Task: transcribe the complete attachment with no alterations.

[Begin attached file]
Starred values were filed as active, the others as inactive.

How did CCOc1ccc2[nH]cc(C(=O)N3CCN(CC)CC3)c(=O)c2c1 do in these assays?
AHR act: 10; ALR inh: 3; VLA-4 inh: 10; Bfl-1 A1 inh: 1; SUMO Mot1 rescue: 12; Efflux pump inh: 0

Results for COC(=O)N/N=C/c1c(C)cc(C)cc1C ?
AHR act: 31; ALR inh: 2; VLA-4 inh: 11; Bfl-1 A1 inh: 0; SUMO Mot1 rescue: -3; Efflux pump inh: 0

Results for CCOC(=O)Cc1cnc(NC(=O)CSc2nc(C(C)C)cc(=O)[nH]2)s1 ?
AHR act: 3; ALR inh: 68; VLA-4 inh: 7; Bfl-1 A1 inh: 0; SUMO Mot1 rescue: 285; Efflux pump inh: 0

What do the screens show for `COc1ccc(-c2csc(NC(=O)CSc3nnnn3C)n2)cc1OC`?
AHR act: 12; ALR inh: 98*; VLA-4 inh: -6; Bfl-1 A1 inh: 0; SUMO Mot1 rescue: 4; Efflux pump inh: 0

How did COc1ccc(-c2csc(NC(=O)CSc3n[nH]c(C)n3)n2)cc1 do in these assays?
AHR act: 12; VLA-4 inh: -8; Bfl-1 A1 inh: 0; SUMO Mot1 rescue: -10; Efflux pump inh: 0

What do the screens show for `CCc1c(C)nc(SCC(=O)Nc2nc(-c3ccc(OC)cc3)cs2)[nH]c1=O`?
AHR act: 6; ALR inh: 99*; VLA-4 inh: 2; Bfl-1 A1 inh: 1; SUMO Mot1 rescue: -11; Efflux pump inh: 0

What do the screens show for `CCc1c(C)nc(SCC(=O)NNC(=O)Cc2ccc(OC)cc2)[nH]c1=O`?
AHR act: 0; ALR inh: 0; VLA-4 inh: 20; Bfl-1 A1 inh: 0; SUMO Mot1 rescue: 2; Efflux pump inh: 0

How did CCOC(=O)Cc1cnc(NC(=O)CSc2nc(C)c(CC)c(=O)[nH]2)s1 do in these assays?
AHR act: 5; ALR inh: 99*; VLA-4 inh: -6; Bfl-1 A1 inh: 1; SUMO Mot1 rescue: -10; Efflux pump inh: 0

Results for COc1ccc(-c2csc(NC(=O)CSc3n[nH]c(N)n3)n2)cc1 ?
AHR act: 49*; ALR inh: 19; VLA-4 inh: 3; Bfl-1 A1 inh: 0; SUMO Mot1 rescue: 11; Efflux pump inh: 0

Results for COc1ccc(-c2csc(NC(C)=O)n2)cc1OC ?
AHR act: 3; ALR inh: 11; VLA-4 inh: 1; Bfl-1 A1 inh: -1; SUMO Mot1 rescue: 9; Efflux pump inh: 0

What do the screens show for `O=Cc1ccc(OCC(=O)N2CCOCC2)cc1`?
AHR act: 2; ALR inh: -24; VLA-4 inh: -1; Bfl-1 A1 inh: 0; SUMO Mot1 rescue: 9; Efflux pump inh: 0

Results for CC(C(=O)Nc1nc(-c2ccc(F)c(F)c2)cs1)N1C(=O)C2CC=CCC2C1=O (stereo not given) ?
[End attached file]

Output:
Starred values were filed as active, the others as inactive.

How did CCOc1ccc2[nH]cc(C(=O)N3CCN(CC)CC3)c(=O)c2c1 do in these assays?
AHR act: 10; ALR inh: 3; VLA-4 inh: 10; Bfl-1 A1 inh: 1; SUMO Mot1 rescue: 12; Efflux pump inh: 0

Results for COC(=O)N/N=C/c1c(C)cc(C)cc1C ?
AHR act: 31; ALR inh: 2; VLA-4 inh: 11; Bfl-1 A1 inh: 0; SUMO Mot1 rescue: -3; Efflux pump inh: 0

Results for CCOC(=O)Cc1cnc(NC(=O)CSc2nc(C(C)C)cc(=O)[nH]2)s1 ?
AHR act: 3; ALR inh: 68; VLA-4 inh: 7; Bfl-1 A1 inh: 0; SUMO Mot1 rescue: 285; Efflux pump inh: 0

What do the screens show for `COc1ccc(-c2csc(NC(=O)CSc3nnnn3C)n2)cc1OC`?
AHR act: 12; ALR inh: 98*; VLA-4 inh: -6; Bfl-1 A1 inh: 0; SUMO Mot1 rescue: 4; Efflux pump inh: 0

How did COc1ccc(-c2csc(NC(=O)CSc3n[nH]c(C)n3)n2)cc1 do in these assays?
AHR act: 12; VLA-4 inh: -8; Bfl-1 A1 inh: 0; SUMO Mot1 rescue: -10; Efflux pump inh: 0

What do the screens show for `CCc1c(C)nc(SCC(=O)Nc2nc(-c3ccc(OC)cc3)cs2)[nH]c1=O`?
AHR act: 6; ALR inh: 99*; VLA-4 inh: 2; Bfl-1 A1 inh: 1; SUMO Mot1 rescue: -11; Efflux pump inh: 0

What do the screens show for `CCc1c(C)nc(SCC(=O)NNC(=O)Cc2ccc(OC)cc2)[nH]c1=O`?
AHR act: 0; ALR inh: 0; VLA-4 inh: 20; Bfl-1 A1 inh: 0; SUMO Mot1 rescue: 2; Efflux pump inh: 0

How did CCOC(=O)Cc1cnc(NC(=O)CSc2nc(C)c(CC)c(=O)[nH]2)s1 do in these assays?
AHR act: 5; ALR inh: 99*; VLA-4 inh: -6; Bfl-1 A1 inh: 1; SUMO Mot1 rescue: -10; Efflux pump inh: 0

Results for COc1ccc(-c2csc(NC(=O)CSc3n[nH]c(N)n3)n2)cc1 ?
AHR act: 49*; ALR inh: 19; VLA-4 inh: 3; Bfl-1 A1 inh: 0; SUMO Mot1 rescue: 11; Efflux pump inh: 0

Results for COc1ccc(-c2csc(NC(C)=O)n2)cc1OC ?
AHR act: 3; ALR inh: 11; VLA-4 inh: 1; Bfl-1 A1 inh: -1; SUMO Mot1 rescue: 9; Efflux pump inh: 0

What do the screens show for `O=Cc1ccc(OCC(=O)N2CCOCC2)cc1`?
AHR act: 2; ALR inh: -24; VLA-4 inh: -1; Bfl-1 A1 inh: 0; SUMO Mot1 rescue: 9; Efflux pump inh: 0

Results for CC(C(=O)Nc1nc(-c2ccc(F)c(F)c2)cs1)N1C(=O)C2CC=CCC2C1=O (stereo not given) ?